Your midcentury furniture is sacred. Perhaps you got a dilapidated Pearsall chair for a steal, lovingly refinished the wood and upholstered it with high-quality period fabric. Or maybe you invested in a new midcentury-style sofa, with bold upholstery and delicate wood detailing. Either way, it’s pristine and ready for use. Now, all you have to worry about is keeping it that way.
When you’ve worked hard and spent money on a statement furniture piece for your home, it’s hard not to want to just keep it away from kids, cats and crumbs. Luckily, if you take the right steps to protecting and cleaning furniture, you can keep it looking good and usable—and you don’t even need a plastic cover! We talked with Patrick Bliesener, Director of Customer Experience at Joybird Furniture, for some tips on how you can keep your favorite pieces looking as good as the day you (or your grandparents) bought them.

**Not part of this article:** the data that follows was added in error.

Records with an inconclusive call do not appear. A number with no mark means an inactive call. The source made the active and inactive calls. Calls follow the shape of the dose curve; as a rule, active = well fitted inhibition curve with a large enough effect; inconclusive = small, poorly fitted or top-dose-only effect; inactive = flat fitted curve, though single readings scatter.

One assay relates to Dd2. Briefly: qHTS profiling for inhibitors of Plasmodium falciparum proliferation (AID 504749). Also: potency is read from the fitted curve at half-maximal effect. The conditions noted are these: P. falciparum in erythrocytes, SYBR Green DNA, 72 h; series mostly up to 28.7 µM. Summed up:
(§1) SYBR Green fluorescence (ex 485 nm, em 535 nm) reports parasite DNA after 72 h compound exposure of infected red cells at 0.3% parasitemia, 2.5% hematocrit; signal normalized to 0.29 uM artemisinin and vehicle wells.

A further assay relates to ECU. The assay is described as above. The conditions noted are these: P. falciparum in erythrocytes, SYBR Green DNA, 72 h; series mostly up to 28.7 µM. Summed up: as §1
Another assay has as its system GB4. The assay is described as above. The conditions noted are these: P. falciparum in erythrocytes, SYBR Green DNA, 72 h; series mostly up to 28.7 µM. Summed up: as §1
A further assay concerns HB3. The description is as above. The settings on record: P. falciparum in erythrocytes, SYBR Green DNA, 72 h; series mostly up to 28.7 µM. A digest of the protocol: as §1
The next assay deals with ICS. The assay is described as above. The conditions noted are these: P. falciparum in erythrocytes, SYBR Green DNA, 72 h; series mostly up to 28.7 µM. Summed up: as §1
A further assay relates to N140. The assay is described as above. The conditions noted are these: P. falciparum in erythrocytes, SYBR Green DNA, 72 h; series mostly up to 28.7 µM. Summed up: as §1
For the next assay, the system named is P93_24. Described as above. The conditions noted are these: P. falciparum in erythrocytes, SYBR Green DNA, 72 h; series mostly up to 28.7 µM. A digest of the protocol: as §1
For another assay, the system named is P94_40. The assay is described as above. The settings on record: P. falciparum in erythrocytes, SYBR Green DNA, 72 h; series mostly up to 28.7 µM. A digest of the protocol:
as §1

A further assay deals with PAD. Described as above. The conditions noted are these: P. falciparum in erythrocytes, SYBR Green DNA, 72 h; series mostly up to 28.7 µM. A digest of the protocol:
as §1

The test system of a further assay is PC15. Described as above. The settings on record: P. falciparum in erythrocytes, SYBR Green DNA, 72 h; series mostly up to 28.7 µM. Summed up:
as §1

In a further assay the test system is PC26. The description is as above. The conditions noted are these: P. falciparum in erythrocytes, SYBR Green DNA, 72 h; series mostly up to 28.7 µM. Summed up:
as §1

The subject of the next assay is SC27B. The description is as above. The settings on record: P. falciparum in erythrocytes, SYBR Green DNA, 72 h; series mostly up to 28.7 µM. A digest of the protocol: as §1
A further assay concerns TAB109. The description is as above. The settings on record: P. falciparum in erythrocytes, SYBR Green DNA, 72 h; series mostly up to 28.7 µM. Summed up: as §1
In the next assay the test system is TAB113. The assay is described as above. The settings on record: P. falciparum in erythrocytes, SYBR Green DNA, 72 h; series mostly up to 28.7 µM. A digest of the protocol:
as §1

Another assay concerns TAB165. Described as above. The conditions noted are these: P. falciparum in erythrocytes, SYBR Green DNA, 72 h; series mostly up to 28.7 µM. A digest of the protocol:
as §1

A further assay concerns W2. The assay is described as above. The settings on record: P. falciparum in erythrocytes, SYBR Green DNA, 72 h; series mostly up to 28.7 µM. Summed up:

Protect + Prevent
To think of examples of how your furniture can get damaged, it doesn’t take too much creativity—but some damage may be happening without you even noticing. While pet claws, red wine or coffee spills and the sticky fingers of your little ones are fairly obvious causes for damage, “one that most people overlook is exposure to direct sunlight,” Patrick says. “The fact is that all fabrics will fade when exposed to direct sunlight, so while placing that new sectional right in front of the south-facing picture windows may look amazing, it could also cause the fabric on the top and back of it to fade. Over the course of several years the fading can become substantial and make the appearance of the item less than perfect.”
To minimize the effect of UV damage on your pieces that sit in direct sunlight, Patrick suggests selecting a fade-resistant fabric for your upholstery. Be sure to do your research on your pieces and fabrics to ensure you know how to protect your furniture for years to come.
For furniture that gets used every day, regular maintenance will prevent the usual wear and tear from lessening your piece’s appearance. Patrick suggests a frequent light cleaning to help keep upholstery looking just as good as the day you brought it home. “Vacuuming regularly will help remove dust mites and pet dander,” he says. “Blotting spills immediately will make removing any leftover stains a much easier process.”